What To Do If Your Plants Are Infected With Honey Fungus

Honey fungus may sound like quite an oxymoron, but unfortunately, there's nothing sweet about it should it appear on your plants. Scientifically known as Armillaria, this parasitic fungus is known to attack woody plants and trees with destructive tendencies. It feeds off of the roots of its host plant until it dies, threatening the biodiversity in your backyard. Several distinctive features can help you identify this parasite. You'll notice creamy white, mushroom-like clusters near the base of infected plants. These mushroom clusters will eventually develop a honey color with pale gills on their underside. Additionally, this fungus produces thick, black rhizomorphs or roots, a key sign that your plant may be infected. Unfortunately, there is no cure for honey fungus, and any infected plants will need to be removed.

If you suspect a plant or tree on your property may be infected with honey fungus, there are a few symptoms that can help you confirm your suspicions. Many plants will experience a dieback of branches, wilting foliage, and a decline in overall health, as well as the characteristic mushrooms around its base. If the roots of the plant are visible, you may also observe white fungal growth and decay or rot. Should honey fungus appear on one of your trees or plants, it's important to act swiftly and remove the infected plant to prevent this parasite from spreading through nearby soil to other unaffected host plants, ravaging any vulnerable neighbors.

How to remove honey fungus

Since no cure for honey fungus exists, you should act swiftly. Any infected plants or trees must be removed to prevent the proliferation of this parasite in your soil. As soon as you confirm this infection, it's important to remove and destroy any infected plant materials, including roots, stems, and foliage. This process will help eliminate the host of the fungus and will reduce the risk of further infection in your yard.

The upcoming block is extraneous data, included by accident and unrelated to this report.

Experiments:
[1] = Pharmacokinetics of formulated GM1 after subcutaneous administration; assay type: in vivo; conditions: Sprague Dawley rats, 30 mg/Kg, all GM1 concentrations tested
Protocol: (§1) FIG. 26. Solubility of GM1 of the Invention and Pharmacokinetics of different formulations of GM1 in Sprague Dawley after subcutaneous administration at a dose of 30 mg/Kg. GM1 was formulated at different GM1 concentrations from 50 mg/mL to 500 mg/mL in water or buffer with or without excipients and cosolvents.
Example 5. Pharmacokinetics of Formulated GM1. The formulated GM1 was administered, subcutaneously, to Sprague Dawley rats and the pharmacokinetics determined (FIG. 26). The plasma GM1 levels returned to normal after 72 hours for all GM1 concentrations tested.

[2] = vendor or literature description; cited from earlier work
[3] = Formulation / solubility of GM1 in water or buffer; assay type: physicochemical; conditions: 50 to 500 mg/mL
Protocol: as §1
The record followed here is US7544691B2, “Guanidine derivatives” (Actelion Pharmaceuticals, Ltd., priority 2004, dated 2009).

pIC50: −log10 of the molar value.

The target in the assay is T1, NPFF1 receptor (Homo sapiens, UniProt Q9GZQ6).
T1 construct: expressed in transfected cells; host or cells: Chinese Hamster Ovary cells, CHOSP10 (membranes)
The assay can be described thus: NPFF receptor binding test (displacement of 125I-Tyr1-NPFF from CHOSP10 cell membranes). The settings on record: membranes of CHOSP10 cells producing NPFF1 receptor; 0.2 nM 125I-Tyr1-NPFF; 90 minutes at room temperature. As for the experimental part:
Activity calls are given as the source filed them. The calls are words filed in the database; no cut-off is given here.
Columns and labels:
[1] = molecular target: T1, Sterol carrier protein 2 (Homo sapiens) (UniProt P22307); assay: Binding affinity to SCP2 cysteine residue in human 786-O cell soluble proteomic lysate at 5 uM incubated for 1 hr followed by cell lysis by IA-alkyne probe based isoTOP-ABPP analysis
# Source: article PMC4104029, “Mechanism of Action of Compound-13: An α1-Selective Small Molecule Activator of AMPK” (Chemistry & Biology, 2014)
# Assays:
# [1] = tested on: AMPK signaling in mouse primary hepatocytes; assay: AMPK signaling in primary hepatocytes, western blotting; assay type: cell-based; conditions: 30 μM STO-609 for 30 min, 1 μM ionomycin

To get started, dig around the base of the affected plant or tree and remove as much of the root system as possible, as this is the primary site of infection for honey fungus. You can cut through the roots using a sharp tool or saw to prevent the spread of the fungus to nearby plants. Remove as much of the woody plant as physically possible to protect other nearby plants and trees in your yard. Once you've dug it up, you'll need to dispose of it properly. One effective method is to burn all of the plant materials to destroy the fungus spores and avoid further contamination of your soil. If burning isn't allowed in your town, you can also bag up the materials and bring them to a designated waste disposal site to be safely processed. It's imperative that you do not compost diseased plant materials as they will infect your entire compost and, eventually, the rest of your garden or property as you fertilize with this resource.

Care practices to prevent honey fungus

While discovering honey fungus on any plants and trees in your yard will require you to excavate and dispose of them quickly, you can develop healthy gardening practices to help deter this parasitic fungus from wreaking havoc in your yard. Raising healthy plants is the first step. Healthy plants are more resistant to diseases and parasites, so it's important to be sure you're providing adequate water, nutrients, and sunlight to keep your plants happy throughout the growing season. Additionally, be sure to prune your plants regularly and remove any dead or diseased materials. Another great gardening practice is to be sure you have excellent soil drainage. Wet or poorly draining soils create great homes for fungus to thrive. Moreover, incorporating organic matter into your soil, like compost, for example, can help improve the structure and drainage while feeding your plants, all while deterring fungal infections.

When choosing plants and trees for your yard, it's not a bad idea to look into fungal-resistant species or varieties to help give your plants a leg up on any risk of infection. Though no plants are completely immune, some species have a greater tolerance or higher resistance to this fungus and have a better chance of survival. Once planted, be sure to provide favorable conditions for your plant or tree to survive by not crowding your plants. Evenly spacing your vegetation allows for better airflow and reduced humidity, discouraging fungal growth in the end.